A lesbian couple in Oshawa were brutally assaulted in front of their six-year-old son and his classmates on November 3rd by a stranger. Mark Scott, 43, also of Oshawa has been charged with two counts of assault causing bodily harm. He was released and is scheduled to appear in court on Dec 16. Police are also deciding whether to charge him with a hate crime.
CANADA - Anji Dimitriou and Jane Currie were picking up their three children up from Gordon B Attersley Elementary School when a fellow parent attacked them.
Currie says they had just parked their truck and Dimitriou had gotten out when she saw Mark Scott — who has verbally harassed them in the past — approaching.
"Out of the corner of my eye I saw this man whom we've had run-ins with in the past. He made a beeline straight for Anji. I can see him getting him angrier and angrier. He said to Anji, 'Which of you two men spoke to my kid? Fucking dyke lesbians.' I jump out and just as I come around he spits right in her face. She wiped the spit off and he punched her in the face and hit her again in the back of the head."
"She was yelling obscenities and another father tried to shoulder him out of the way. Then he smacks me. My cheek burst with the force of the impact. He's about 6'4" or 6'5" and 250 pounds and we're both about 5'2". His fist was probably half the size of my head."
"My face was bleeding profusely everywhere. All these children who had just finished school had to see all this blood. They were screaming, including my own son who was up close and personal. They were devastated, hysterical. His own child saw this."
Currie says their two daughters, ages six and seven, came out in time to see their parents' bloody faces. "They were terrified. They didn't know where to go."
Currie says Mark Scott was collecting his children and preparing to leave when the principal came out and told him to wait in her office until the police arrived.
"He said, 'Fine.' He didn't think he had done anything wrong."
Currie says she and Dimitriou were taken to the hospital and the man was arrested by Durham Regional police based on eyewitness testimony from teachers, students and parents present. "But the worst is the mental side and the children. We took them to see a therapist on the Wednesday."
"We have to show them every night how the alarm will go off," she says. "We went to Zellers and they didn't want to get out of the truck. 'What if he's in Zellers?' they asked. 'What if he comes back to the school and comes after us?'"
Dimitriou says the assault has also been devastating for other children at the school and parents. "The principal says he's done more damage than just beating us," she says. "Parents and students are terrified."
The Oshawa school has placed Mark Scott under a no-trespass order which requires him to stay 200 metres away from the school. The police have also obtained an order requiring him to stay 500 metres from Dimitriou and Currie.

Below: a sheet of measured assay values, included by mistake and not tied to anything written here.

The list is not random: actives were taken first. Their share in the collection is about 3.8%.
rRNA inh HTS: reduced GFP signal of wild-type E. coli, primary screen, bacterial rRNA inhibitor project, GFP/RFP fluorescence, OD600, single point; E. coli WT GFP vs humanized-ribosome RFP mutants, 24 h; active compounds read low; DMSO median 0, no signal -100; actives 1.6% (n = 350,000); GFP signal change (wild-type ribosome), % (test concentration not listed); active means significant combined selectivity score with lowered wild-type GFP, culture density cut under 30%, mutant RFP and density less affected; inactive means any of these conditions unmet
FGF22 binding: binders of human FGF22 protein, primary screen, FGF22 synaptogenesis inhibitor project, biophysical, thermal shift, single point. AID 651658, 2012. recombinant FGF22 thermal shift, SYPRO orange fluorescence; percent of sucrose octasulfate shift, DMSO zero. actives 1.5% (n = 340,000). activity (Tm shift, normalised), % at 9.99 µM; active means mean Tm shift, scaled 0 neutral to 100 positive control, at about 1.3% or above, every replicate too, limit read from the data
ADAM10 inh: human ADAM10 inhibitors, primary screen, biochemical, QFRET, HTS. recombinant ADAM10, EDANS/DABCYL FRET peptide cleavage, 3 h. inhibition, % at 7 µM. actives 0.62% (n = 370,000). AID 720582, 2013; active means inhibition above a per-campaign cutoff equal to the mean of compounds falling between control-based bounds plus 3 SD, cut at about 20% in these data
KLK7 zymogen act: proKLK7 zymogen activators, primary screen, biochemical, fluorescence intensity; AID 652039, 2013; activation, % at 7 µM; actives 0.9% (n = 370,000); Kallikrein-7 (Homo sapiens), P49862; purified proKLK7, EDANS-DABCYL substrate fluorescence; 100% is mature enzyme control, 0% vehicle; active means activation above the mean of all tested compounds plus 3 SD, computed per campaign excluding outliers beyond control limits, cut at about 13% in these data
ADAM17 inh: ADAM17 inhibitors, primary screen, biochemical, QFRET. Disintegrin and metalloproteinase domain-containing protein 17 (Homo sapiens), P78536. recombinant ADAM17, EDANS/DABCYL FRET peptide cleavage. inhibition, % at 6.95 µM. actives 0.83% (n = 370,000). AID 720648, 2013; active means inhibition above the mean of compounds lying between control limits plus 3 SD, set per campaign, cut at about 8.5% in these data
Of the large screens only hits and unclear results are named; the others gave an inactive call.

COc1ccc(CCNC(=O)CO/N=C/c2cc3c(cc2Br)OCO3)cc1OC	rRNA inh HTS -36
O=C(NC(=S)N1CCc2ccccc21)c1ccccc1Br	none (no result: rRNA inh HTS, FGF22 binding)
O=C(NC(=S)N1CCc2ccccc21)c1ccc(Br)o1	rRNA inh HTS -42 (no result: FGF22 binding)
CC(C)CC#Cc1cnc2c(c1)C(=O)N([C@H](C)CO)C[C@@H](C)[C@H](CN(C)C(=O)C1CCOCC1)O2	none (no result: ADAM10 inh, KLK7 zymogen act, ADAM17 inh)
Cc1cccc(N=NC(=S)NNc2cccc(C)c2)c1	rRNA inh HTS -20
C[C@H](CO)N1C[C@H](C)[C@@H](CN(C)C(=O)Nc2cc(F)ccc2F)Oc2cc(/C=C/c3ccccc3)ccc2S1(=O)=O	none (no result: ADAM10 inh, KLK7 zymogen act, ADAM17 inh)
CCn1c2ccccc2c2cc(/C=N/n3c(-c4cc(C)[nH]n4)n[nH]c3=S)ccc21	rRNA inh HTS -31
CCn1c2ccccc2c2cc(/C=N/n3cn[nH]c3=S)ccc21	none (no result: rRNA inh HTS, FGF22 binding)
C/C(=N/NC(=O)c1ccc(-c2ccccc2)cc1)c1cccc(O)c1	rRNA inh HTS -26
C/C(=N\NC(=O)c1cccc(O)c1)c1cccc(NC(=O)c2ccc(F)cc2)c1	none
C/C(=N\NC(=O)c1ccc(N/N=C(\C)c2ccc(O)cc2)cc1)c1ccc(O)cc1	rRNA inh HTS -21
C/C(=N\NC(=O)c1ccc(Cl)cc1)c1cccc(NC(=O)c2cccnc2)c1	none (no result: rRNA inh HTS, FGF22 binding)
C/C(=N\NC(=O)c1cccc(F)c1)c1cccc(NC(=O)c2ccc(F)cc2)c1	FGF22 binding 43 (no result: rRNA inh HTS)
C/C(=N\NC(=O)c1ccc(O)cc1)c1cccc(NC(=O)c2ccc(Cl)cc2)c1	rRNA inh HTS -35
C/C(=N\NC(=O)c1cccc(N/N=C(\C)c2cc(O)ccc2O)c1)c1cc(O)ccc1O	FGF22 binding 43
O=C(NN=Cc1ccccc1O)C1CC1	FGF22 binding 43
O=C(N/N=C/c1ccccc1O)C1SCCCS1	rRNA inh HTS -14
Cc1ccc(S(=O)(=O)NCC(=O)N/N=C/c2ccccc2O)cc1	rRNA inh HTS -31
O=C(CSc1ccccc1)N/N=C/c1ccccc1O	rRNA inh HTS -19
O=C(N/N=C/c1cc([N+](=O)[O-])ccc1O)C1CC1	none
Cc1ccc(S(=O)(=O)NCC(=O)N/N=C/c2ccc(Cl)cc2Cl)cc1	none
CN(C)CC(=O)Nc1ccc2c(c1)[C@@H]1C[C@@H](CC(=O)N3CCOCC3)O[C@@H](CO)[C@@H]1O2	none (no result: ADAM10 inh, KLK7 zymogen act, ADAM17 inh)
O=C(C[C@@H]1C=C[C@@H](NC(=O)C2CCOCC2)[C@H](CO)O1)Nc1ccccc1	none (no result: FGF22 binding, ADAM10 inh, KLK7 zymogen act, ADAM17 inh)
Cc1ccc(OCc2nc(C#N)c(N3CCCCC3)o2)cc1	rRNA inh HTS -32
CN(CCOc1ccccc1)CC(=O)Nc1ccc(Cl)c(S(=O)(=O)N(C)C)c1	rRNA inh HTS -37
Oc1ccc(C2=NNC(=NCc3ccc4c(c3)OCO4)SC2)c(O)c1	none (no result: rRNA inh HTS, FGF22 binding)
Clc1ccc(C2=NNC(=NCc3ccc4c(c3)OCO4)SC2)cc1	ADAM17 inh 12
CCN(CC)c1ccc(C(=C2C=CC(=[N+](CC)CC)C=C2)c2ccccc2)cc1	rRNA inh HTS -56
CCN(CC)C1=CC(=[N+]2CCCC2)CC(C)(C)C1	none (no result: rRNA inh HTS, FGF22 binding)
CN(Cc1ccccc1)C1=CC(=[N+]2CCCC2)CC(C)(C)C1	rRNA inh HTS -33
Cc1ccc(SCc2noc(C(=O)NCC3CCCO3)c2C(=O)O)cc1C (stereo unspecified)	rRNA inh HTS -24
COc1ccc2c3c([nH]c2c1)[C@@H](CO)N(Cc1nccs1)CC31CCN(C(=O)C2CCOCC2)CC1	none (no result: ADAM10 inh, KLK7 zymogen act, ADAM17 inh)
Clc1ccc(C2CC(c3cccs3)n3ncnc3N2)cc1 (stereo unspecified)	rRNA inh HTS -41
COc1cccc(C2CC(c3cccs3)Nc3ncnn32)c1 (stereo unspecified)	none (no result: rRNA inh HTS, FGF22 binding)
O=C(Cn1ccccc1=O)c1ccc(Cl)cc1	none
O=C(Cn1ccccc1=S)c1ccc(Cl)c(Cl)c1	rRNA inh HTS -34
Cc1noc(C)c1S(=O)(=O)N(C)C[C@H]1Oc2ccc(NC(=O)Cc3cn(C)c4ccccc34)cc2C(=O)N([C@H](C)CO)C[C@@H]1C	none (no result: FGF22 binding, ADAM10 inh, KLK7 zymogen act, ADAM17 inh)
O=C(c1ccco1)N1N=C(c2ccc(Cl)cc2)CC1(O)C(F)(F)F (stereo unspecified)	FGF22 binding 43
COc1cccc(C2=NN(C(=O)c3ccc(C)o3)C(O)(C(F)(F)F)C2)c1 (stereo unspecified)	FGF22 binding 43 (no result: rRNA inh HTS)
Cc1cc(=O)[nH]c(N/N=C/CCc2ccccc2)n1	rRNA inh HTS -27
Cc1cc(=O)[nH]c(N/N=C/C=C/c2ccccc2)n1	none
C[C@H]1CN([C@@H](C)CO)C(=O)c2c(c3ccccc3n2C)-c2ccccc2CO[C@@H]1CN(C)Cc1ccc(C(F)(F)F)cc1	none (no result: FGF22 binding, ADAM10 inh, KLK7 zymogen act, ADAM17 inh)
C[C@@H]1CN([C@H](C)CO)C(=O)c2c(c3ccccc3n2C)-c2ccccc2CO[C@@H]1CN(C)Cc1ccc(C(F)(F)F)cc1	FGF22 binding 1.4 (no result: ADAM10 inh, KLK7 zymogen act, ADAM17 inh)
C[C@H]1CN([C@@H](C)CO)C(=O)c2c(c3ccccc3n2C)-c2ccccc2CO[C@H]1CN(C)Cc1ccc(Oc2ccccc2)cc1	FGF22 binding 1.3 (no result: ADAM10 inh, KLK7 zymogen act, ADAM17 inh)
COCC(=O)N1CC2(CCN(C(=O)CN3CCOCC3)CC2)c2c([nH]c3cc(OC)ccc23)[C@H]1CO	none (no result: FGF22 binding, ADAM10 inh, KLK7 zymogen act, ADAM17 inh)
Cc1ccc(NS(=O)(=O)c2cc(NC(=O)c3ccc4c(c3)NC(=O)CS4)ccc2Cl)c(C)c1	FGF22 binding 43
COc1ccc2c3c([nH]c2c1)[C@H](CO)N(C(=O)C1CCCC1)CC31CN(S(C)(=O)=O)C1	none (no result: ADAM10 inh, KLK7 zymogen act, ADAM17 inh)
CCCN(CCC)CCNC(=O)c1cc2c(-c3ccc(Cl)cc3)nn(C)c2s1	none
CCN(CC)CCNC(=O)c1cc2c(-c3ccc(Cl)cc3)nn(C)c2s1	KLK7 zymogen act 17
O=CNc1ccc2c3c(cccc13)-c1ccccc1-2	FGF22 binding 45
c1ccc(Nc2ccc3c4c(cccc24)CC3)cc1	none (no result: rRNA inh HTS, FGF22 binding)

Dimitriou says she and Currie have each had a previous encounter with the man, in which he has blocked their access to a parking spot and called them "fucking dykes." She says the man has also been verbally abusive to other parents, but that everybody has let it slide.
"Teachers know about him," she says. "Nobody wants to talk to him because he's a psycho. This is a town of soccer moms and nobody wants to open their mouths."
Sgt Paul McCurbin, the media relations officer for Durham regional police, says the police will ask the Crown attorney to approach the case as a hate crime.
"If the evidence shows that the only reason these two ladies were attacked was because of their gender or sexual orientation that evidence will come forward," he says. "We don't appreciate anybody being assaulted in our community. The police did what they're supposed to do, we arrested the bad guy."
But area residents say the police have been useless in helping to stop homophobic incidents in Durham region.
"My partner and I actually had to sell our house because we were being discriminated against so much," says Udana Muldoon, the chair of Durham Queer Parenting. "We had poo thrown at our house, water in our gas tank, we were called names all the time. The police officers said, 'If it's such a big deal, you should probably stay in your backyard."
Muldoon says she, her partner and their three-year-old are moving from Oshawa to a smaller town on the outskirts.
Peter Richtig, the executive director of the AIDS Committee of Durham Region, says the assault is not isolated. He says there have been homophobic assaults in the past.
"There have been other incidents, some even more violent. We have clients who have been forced to move out of the region, who have lost their housing after they were outed. Some have been outed by the police, some have ended up in psychiatric wards because of psychological harassment."
"Because of situations like this people are very closeted. They're afraid to be out."
"I'm angry," she says. "I just moved up here two years ago. I lived in Toronto my whole life. I never had anybody call me a dyke or make remarks to my children."
She says the couple is considering a civil suit against Mark Scott.
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